Wednesday, June 2

Good teams, bad teams

As I start this piece, the Indians are working on blowing a 3-1 lead in the bottom of the 9th to the Detroit Tigers; Alex Avila has fouled off about 37 pitches in a row after Russell Branyan's careless error extended the game and Kerry Woodwalked the tying run on base. Avila just got a hit, and now the Tigers have the tying run at third base with two outs. I've seen this movie more than a few times already in the Indians' 2010 season, and it usually ends really, really badly. Fortunately, the alternate director's cut ending tonight was a Ramon Santiago flyout that bailed out Kerry and Rusty and preserved a 3-2 Tribe win.

You know who didn't have a whole lot of games end badly for them this past season? The Cleveland Cavaliers. That club didn't blow a whole lot of saves on their way to 61-21, it's fair to say. By all reasonable measures, the past two seasons of Cavaliers basketball have been far more successful than the past two summers of Tribe baseball. That point, I believe, is unassailable.

But which one is more fun as a fan?

Bear with me here. I know that any good fan wants his or her team to win, and I'm certainly no exception. I enjoy each and every win, up to and including the Indians pulling to within 12 games of .500 with this evening's victory. But overall, is it more or less enjoyable overall for a sports fan's enjoyment and health to root for a bad team or a good team? I think I can make a case for the bad team, with one proviso: the good team isn't a championship team. Inasmuch as this is a Cleveland sports blog, that shouldn't take a whole lot of imagination on the reader's part.

First, we have the regular season. The more I think about it, the more I can enjoy a crummy season like the Tribe's having than a hugely successful one like the Cavs' '09-10 campaign, because of the expectations I have for the two clubs. The Indians lose a lot, and it's annoying, but their victories are that much more fun. How much did you enjoy that 13-11 slugfest over the Spanks last weekend, or the 9th-inning explosion against the Orioles a few weeks back? When bad teams win games, it's an absolute treasure; take a minute if you will to reflect on the Browns' triumphs this year, unexpected and rewarding as they were. Don't think about the Buffalo win, though, especially if you've eaten recently.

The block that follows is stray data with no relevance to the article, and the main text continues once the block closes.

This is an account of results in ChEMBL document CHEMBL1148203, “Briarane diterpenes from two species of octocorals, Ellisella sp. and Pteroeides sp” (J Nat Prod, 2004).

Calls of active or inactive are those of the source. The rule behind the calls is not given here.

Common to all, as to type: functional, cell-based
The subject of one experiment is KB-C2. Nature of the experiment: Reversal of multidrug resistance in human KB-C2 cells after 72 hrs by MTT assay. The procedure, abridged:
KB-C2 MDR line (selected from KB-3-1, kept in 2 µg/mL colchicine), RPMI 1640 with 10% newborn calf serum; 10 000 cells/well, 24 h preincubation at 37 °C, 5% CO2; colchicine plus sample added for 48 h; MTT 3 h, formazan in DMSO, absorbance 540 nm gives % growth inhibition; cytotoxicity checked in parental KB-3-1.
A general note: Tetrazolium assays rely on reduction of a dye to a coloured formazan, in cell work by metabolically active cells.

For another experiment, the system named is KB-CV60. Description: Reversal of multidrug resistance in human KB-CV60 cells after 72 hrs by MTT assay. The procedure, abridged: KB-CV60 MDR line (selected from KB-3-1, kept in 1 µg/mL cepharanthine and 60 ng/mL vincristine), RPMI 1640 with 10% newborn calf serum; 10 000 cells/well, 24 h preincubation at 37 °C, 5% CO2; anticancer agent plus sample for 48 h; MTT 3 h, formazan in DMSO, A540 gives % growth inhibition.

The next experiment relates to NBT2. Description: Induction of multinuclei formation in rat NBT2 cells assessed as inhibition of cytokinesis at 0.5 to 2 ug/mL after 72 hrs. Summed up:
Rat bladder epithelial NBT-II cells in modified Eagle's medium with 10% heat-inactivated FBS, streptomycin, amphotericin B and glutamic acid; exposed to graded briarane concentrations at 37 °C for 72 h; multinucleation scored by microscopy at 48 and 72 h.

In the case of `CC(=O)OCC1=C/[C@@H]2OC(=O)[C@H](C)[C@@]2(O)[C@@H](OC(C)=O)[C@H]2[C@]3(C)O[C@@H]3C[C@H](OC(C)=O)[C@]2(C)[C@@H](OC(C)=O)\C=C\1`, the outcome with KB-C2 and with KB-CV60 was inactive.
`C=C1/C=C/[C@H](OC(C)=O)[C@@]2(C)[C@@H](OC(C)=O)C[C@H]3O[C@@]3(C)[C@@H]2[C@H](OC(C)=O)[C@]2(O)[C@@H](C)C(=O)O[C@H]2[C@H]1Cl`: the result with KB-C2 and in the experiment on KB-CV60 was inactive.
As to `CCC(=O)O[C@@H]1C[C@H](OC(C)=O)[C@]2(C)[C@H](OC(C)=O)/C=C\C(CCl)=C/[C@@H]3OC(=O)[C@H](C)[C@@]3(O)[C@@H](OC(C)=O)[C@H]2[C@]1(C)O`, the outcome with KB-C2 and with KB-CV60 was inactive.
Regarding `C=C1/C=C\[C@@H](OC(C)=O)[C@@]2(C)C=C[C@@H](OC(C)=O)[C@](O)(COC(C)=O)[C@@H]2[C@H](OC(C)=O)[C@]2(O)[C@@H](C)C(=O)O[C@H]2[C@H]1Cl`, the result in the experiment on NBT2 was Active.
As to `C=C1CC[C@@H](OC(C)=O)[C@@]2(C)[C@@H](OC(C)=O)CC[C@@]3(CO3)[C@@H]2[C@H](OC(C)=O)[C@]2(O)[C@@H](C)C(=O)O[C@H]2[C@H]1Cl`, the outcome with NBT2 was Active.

On the other hand, the Cavs' regular season wasn't nearly as thrilling. This can't be generalized to all winning clubs, but you just kind of expected the Caballeros to pull out victory after victory; when they did, you put it in your back pocket and moved on. There wasn't really much celebrating to be done because it wasn't any great surprise. When they lost, however, it really sucked because: how could they possibly lose? I do not wonder about that for the 2010 Indians. Again, I'm not saying that I'd rather support losing clubs than winning ones - I'm just saying that pulling for a bad team can be every bit as rewarding as a good one.

Then there is the postseason. Yes, Browns fans, there do exist playoffs. I had to look it up too. Part of being a bad team is that, of course, you don't get to participate in the tournament. On one hand, it's bad as a fan because you're not playing for a title, but on the other hand, postseasons are a sucker's bet. Fans of 15/16 NHL and NBA, 11/12 NFL, and 7/8 MLB clubs end their season on an all-encompassing down note. Cavs fans know this all too well. (A hidden benefit of College's Bowl system is that lots of good teams and their fans can end a successful campaign on a high note.) Non-playoff teams: not so much! It's much easier on the constitution to root for non-qualifiers; again, this presupposes that your team isn't the eventual winner, and Cleveland teams deliver on this year after year. Instead, we're free to enjoy the postseason simply as the highest level of competition for the games we love, rather than being devastated by the exit of our favorite club. I watched all the NFL Playoffs I could get my eyes on this year, but haven't seen more than a few minutes in passing of the NBA draw since the Cavs' elimination. In one sport, my team made the postseason, and in the others it did not; I know which ones had a more positive impact on my psyche.

Again, I'm not suggesting that I'd prefer to back losing teams every season. I want the Indians, Browns, Cavs, and Buckeyes to win every single game they play, every time I watch. My point is simply that, with respect to the joy derived from rarer victories, the lowered pressure of a non-contender, the freedom to enjoy championship competition free of rooting interest, and avoidance of the devastating feeling of loss that acompanies most postseason exits, it's possible to be a happy fan of a crappy team. Go Tribe!

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